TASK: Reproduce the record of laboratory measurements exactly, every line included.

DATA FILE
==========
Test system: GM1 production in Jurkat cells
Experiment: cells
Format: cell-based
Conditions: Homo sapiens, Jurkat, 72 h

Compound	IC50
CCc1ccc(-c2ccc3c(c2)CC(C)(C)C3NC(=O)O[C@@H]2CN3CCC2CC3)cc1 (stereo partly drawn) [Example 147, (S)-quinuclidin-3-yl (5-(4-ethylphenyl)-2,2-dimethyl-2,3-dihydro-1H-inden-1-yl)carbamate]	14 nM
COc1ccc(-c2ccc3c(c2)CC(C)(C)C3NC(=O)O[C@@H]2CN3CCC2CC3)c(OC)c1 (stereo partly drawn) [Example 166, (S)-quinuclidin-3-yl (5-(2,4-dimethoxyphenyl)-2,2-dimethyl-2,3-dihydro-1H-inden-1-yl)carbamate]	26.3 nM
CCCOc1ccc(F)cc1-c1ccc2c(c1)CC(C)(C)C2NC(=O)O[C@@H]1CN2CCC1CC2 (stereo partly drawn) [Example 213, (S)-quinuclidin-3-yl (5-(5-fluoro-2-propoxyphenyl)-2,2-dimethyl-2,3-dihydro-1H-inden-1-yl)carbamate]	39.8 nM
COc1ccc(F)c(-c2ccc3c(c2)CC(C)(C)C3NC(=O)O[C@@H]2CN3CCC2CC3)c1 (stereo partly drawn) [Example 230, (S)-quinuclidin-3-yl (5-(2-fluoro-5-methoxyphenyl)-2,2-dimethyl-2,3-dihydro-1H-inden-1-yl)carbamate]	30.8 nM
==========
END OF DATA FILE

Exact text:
Test system: GM1 production in Jurkat cells
Experiment: cells
Format: cell-based
Conditions: Homo sapiens, Jurkat, 72 h

Compound	IC50
CCc1ccc(-c2ccc3c(c2)CC(C)(C)C3NC(=O)O[C@@H]2CN3CCC2CC3)cc1 (stereo partly drawn) [Example 147, (S)-quinuclidin-3-yl (5-(4-ethylphenyl)-2,2-dimethyl-2,3-dihydro-1H-inden-1-yl)carbamate]	14 nM
COc1ccc(-c2ccc3c(c2)CC(C)(C)C3NC(=O)O[C@@H]2CN3CCC2CC3)c(OC)c1 (stereo partly drawn) [Example 166, (S)-quinuclidin-3-yl (5-(2,4-dimethoxyphenyl)-2,2-dimethyl-2,3-dihydro-1H-inden-1-yl)carbamate]	26.3 nM
CCCOc1ccc(F)cc1-c1ccc2c(c1)CC(C)(C)C2NC(=O)O[C@@H]1CN2CCC1CC2 (stereo partly drawn) [Example 213, (S)-quinuclidin-3-yl (5-(5-fluoro-2-propoxyphenyl)-2,2-dimethyl-2,3-dihydro-1H-inden-1-yl)carbamate]	39.8 nM
COc1ccc(F)c(-c2ccc3c(c2)CC(C)(C)C3NC(=O)O[C@@H]2CN3CCC2CC3)c1 (stereo partly drawn) [Example 230, (S)-quinuclidin-3-yl (5-(2-fluoro-5-methoxyphenyl)-2,2-dimethyl-2,3-dihydro-1H-inden-1-yl)carbamate]	30.8 nM